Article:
Carrying by only the scruff, without support of the lower spine and posterior limbs is dangerous. Suspension of the body can lead to vertebral column luxation or fracture at the lumbar level (more specifically, the 7th lumbar vertebra).




Carrying a rabbit by the ears is particularly cruel, causing needless pain as well as damage to the cartilage that supports the ears. Suspension of the body or a violent struggle can lead to vertebral luxation or fracture of the spine or neck.









Safe methods of transport

Several methods are available for proper and safe transport of rabbits from the carrier to the examination table. All include firm hold of the rabbit, to avert escape, and support of its lower spine region and hips to prevent fracture. As a rule, one hand supports the chest of the rabbit, with fingers resting under its axilla (armpits). To prevent compression of the chest, the front limbs of the rabbit are placed over one hand. The second hand or elbow supports the rabbit's weight and is placed underneath its rump. A rabbit kicking against a hard surface when held may injure or fracture its spine. Hind limbs pointing away from the human's body will reduce struggling by the rabbit and scratching of the human by sharp nails.



"Safe Handling", video by Debbie Hanson, with the help of registered vet technician Melissa and the rabbit Skyler:


The following illustrations show common and safe methods of carrying rabbits. Depending on the experience of the carrying person, veterinarian, and the size and weight of the rabbit, the way in which the rabbit is held may slightly differ.


"On the arm". The lower part of the body is supported by the elbow, while the hand gives support to the front limbs of the rabbit to prevent compression of the chest. The second hand is placed over the shoulders or grasps the loose skin of the neck to enable a good level of control of the rabbit and stop it from attempting to escape.

Note: This particular rabbit likes to hang her posterior limbs when feeling relaxed during transportation. It does not relate to lack of support in this specific case.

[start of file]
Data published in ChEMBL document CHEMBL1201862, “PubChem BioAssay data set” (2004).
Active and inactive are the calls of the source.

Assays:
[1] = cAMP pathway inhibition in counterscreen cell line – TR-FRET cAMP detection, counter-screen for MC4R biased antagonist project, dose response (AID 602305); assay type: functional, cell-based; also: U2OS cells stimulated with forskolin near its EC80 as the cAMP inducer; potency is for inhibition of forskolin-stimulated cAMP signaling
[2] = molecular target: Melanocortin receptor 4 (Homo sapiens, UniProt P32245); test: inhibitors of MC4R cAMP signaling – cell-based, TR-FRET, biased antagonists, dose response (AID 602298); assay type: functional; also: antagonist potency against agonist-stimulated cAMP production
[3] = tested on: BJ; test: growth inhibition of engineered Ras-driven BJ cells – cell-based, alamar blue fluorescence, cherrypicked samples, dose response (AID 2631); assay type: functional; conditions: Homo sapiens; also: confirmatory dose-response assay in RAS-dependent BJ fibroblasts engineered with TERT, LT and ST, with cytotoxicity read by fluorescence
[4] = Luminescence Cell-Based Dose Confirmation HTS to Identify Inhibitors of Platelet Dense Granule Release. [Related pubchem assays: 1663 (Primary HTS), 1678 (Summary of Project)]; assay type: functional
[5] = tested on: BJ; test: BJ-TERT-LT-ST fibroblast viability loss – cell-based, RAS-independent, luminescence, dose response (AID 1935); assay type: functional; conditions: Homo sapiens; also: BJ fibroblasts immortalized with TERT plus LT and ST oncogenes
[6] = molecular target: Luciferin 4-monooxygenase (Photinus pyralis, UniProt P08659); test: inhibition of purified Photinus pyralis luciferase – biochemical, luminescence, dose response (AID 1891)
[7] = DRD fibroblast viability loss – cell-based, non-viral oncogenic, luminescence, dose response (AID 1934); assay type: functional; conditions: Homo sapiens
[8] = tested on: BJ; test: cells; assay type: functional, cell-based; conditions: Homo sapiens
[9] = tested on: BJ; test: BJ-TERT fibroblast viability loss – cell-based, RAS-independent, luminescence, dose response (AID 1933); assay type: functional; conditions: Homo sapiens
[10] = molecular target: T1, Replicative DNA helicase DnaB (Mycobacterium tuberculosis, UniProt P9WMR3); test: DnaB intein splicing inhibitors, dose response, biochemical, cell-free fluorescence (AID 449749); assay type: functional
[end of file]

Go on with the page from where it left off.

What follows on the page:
"Head in the crook of the elbow". Shy rabbits prefer to be carried without seeing their surroundings. Their head can be tucked into the crook of the elbow, while the weight and the lower part of the body are supported by the arm and the hand.
If the rabbit tends to struggle, the hand can be placed between its hind legs to support the rump. In this way the body of the rabbit can be turned sideways slightly, so that the hind legs point outwards.
The second hand is placed over the shoulders. This allows a good level of control of the rabbit, preventing it from attempting to escape.
A nervous or aggressive rabbit can be lifted and carried by holding it firmly by the scruff — good support of the lower back and hips is essential. The hand will support the rump of the rabbit, with fingers surrounding the buttocks and a thumb placed on the inner side of the hind limb. This way of transport should be used for short distances only.
If this method is chosen, the rabbit's hind legs should point away from the body of the carrying person, or the rabbit may start to struggle and strike with its feet. Kicking against a hard surface while being held increases the risk of spinal fracture.


To examine the ventral abdomen the rabbit is held firmly against the chest, with support of the lower part of its body.




Footnotes:

** http://bunniez.hubpages.com/hub/Bunny-Care-Guide-How-To-Handle-Your-Bunny--Pick-Your-Rabbit-Up

http://www.medirabbit.com/EN/Surgery/Restraint/Handling.htm